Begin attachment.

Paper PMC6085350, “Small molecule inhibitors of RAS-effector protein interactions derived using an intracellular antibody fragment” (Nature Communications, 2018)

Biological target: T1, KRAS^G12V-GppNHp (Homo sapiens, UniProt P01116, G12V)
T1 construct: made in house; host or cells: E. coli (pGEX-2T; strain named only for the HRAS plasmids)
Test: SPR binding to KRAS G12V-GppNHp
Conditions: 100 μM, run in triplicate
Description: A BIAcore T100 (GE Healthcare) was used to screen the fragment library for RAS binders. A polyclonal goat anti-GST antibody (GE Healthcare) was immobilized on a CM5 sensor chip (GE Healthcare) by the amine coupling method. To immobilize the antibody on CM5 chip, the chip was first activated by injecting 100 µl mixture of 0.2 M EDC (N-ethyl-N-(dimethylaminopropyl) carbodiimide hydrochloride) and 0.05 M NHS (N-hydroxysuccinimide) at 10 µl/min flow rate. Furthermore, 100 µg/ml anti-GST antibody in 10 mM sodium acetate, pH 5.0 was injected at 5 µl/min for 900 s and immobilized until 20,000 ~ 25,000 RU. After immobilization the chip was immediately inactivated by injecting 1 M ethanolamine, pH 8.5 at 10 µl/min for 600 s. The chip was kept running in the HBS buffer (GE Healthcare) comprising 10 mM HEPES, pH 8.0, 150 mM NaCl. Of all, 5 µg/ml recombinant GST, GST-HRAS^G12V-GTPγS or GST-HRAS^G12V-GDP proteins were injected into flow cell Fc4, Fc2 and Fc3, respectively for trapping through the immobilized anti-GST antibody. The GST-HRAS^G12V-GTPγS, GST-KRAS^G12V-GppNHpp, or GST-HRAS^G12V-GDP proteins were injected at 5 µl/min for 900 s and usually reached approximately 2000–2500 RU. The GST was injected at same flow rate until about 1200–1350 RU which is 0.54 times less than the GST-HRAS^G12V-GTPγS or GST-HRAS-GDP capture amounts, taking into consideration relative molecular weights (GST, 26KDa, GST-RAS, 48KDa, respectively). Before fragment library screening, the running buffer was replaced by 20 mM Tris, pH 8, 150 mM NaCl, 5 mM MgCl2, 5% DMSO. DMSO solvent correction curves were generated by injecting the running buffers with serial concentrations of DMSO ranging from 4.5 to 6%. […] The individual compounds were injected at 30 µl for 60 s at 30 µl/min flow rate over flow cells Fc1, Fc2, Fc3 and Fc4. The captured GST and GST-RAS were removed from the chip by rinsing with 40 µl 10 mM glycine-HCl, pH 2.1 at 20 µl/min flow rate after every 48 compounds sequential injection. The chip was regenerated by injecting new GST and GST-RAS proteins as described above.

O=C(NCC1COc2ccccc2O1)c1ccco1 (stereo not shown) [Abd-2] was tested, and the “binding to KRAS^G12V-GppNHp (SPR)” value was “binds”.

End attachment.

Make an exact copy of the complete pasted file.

Paper PMC6085350, “Small molecule inhibitors of RAS-effector protein interactions derived using an intracellular antibody fragment” (Nature Communications, 2018)

Biological target: T1, KRAS^G12V-GppNHp (Homo sapiens, UniProt P01116, G12V)
T1 construct: made in house; host or cells: E. coli (pGEX-2T; strain named only for the HRAS plasmids)
Test: SPR binding to KRAS G12V-GppNHp
Conditions: 100 μM, run in triplicate
Description: A BIAcore T100 (GE Healthcare) was used to screen the fragment library for RAS binders. A polyclonal goat anti-GST antibody (GE Healthcare) was immobilized on a CM5 sensor chip (GE Healthcare) by the amine coupling method. To immobilize the antibody on CM5 chip, the chip was first activated by injecting 100 µl mixture of 0.2 M EDC (N-ethyl-N-(dimethylaminopropyl) carbodiimide hydrochloride) and 0.05 M NHS (N-hydroxysuccinimide) at 10 µl/min flow rate. Furthermore, 100 µg/ml anti-GST antibody in 10 mM sodium acetate, pH 5.0 was injected at 5 µl/min for 900 s and immobilized until 20,000 ~ 25,000 RU. After immobilization the chip was immediately inactivated by injecting 1 M ethanolamine, pH 8.5 at 10 µl/min for 600 s. The chip was kept running in the HBS buffer (GE Healthcare) comprising 10 mM HEPES, pH 8.0, 150 mM NaCl. Of all, 5 µg/ml recombinant GST, GST-HRAS^G12V-GTPγS or GST-HRAS^G12V-GDP proteins were injected into flow cell Fc4, Fc2 and Fc3, respectively for trapping through the immobilized anti-GST antibody. The GST-HRAS^G12V-GTPγS, GST-KRAS^G12V-GppNHpp, or GST-HRAS^G12V-GDP proteins were injected at 5 µl/min for 900 s and usually reached approximately 2000–2500 RU. The GST was injected at same flow rate until about 1200–1350 RU which is 0.54 times less than the GST-HRAS^G12V-GTPγS or GST-HRAS-GDP capture amounts, taking into consideration relative molecular weights (GST, 26KDa, GST-RAS, 48KDa, respectively). Before fragment library screening, the running buffer was replaced by 20 mM Tris, pH 8, 150 mM NaCl, 5 mM MgCl2, 5% DMSO. DMSO solvent correction curves were generated by injecting the running buffers with serial concentrations of DMSO ranging from 4.5 to 6%. […] The individual compounds were injected at 30 µl for 60 s at 30 µl/min flow rate over flow cells Fc1, Fc2, Fc3 and Fc4. The captured GST and GST-RAS were removed from the chip by rinsing with 40 µl 10 mM glycine-HCl, pH 2.1 at 20 µl/min flow rate after every 48 compounds sequential injection. The chip was regenerated by injecting new GST and GST-RAS proteins as described above.

O=C(NCC1COc2ccccc2O1)c1ccco1 (stereo not shown) [Abd-2] was tested, and the “binding to KRAS^G12V-GppNHp (SPR)” value was “binds”.